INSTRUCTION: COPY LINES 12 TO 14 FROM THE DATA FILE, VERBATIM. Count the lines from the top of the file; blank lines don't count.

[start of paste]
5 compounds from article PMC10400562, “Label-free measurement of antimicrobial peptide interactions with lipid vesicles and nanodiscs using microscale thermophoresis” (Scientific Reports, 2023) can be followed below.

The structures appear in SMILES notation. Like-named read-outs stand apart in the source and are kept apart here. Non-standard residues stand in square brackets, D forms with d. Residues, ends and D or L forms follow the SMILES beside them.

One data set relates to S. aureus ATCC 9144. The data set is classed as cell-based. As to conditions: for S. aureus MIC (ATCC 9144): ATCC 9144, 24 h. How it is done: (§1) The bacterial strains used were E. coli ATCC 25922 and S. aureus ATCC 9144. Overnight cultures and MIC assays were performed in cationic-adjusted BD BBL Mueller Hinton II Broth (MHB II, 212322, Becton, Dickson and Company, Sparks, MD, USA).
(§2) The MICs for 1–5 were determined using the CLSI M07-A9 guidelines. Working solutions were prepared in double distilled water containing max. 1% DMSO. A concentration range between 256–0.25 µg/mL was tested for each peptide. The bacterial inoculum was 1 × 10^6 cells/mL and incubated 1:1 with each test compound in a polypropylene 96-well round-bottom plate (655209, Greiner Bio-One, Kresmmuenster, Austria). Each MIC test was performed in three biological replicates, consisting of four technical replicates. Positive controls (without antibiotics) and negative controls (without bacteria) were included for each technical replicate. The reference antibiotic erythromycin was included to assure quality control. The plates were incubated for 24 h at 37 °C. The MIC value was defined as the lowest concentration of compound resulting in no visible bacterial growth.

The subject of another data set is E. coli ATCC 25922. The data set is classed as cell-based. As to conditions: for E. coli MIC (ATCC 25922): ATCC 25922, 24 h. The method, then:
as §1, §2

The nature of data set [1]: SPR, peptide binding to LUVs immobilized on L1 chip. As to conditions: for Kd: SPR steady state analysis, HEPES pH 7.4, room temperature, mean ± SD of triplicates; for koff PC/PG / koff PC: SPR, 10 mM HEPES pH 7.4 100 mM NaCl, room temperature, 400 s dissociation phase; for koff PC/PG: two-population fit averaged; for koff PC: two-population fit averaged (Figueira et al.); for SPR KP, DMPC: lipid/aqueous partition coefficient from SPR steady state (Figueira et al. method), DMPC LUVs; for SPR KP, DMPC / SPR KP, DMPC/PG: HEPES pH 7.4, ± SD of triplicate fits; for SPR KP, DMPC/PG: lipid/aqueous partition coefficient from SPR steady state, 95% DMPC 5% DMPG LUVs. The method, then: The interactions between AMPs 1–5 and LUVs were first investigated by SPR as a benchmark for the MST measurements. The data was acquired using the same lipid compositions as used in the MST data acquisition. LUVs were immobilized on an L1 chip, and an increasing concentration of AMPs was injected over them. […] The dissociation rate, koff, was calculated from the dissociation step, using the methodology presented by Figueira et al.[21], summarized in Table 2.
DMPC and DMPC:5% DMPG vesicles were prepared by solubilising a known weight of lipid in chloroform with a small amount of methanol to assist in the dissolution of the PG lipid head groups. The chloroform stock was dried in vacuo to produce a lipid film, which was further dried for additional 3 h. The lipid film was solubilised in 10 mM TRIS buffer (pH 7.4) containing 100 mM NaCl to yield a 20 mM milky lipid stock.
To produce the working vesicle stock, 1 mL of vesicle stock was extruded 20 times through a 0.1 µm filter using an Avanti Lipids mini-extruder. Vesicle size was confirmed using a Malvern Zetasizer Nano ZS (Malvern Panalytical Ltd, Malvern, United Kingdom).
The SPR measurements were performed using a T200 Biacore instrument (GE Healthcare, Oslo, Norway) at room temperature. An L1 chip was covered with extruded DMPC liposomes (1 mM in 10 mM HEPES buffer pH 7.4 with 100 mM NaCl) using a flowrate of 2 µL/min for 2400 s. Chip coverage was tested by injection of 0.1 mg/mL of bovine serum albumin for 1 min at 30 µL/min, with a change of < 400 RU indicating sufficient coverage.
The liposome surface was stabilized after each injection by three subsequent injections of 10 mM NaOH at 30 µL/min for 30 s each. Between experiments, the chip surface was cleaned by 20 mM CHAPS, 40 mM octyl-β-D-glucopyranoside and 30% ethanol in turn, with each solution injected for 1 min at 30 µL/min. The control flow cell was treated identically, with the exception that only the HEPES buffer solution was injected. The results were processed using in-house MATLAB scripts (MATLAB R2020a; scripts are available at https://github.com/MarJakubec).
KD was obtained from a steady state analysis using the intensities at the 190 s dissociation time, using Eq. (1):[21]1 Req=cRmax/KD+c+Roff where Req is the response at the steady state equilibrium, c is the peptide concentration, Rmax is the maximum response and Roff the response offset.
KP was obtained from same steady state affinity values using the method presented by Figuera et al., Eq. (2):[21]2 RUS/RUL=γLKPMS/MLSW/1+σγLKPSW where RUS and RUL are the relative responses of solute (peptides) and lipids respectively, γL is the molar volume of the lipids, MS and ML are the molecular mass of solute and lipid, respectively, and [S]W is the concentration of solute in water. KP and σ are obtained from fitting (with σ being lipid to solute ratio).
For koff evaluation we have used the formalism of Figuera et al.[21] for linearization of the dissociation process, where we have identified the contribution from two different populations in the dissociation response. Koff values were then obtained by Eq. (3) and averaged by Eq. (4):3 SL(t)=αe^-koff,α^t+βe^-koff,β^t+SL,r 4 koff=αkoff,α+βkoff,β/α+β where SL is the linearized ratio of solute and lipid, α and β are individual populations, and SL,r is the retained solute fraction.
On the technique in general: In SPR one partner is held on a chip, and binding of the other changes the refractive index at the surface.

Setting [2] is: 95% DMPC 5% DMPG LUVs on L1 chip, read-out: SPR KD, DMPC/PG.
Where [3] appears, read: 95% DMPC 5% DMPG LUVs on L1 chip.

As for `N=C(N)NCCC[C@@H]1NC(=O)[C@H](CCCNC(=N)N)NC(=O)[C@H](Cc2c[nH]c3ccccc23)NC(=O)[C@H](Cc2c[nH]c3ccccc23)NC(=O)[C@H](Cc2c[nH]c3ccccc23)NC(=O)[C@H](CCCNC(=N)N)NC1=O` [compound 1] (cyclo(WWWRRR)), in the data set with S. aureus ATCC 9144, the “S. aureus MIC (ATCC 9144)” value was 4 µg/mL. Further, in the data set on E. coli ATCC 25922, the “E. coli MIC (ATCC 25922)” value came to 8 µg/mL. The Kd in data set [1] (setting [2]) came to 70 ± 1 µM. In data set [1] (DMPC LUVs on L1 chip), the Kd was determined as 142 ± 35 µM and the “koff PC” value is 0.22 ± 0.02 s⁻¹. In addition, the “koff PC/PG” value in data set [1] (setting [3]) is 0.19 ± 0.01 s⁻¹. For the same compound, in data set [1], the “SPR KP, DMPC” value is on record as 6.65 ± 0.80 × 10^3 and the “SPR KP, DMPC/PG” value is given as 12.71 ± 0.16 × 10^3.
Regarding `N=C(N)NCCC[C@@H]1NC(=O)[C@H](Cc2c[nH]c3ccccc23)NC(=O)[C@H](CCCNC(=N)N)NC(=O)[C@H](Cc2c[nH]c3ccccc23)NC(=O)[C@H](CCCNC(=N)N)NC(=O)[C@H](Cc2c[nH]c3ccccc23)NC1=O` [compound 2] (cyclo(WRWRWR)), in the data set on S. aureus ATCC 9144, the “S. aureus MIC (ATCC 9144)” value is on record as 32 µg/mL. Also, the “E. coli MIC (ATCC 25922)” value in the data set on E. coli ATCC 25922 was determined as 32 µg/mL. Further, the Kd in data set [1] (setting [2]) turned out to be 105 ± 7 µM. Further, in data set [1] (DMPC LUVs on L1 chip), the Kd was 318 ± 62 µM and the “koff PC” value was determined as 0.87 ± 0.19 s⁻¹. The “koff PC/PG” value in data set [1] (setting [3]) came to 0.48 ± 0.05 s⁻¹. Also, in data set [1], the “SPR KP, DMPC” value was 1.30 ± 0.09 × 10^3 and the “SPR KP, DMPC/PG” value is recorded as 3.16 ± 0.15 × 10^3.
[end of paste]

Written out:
KD was obtained from a steady state analysis using the intensities at the 190 s dissociation time, using Eq. (1):[21]1 Req=cRmax/KD+c+Roff where Req is the response at the steady state equilibrium, c is the peptide concentration, Rmax is the maximum response and Roff the response offset.
KP was obtained from same steady state affinity values using the method presented by Figuera et al., Eq. (2):[21]2 RUS/RUL=γLKPMS/MLSW/1+σγLKPSW where RUS and RUL are the relative responses of solute (peptides) and lipids respectively, γL is the molar volume of the lipids, MS and ML are the molecular mass of solute and lipid, respectively, and [S]W is the concentration of solute in water. KP and σ are obtained from fitting (with σ being lipid to solute ratio).
For koff evaluation we have used the formalism of Figuera et al.[21] for linearization of the dissociation process, where we have identified the contribution from two different populations in the dissociation response. Koff values were then obtained by Eq. (3) and averaged by Eq. (4):3 SL(t)=αe^-koff,α^t+βe^-koff,β^t+SL,r 4 koff=αkoff,α+βkoff,β/α+β where SL is the linearized ratio of solute and lipid, α and β are individual populations, and SL,r is the retained solute fraction.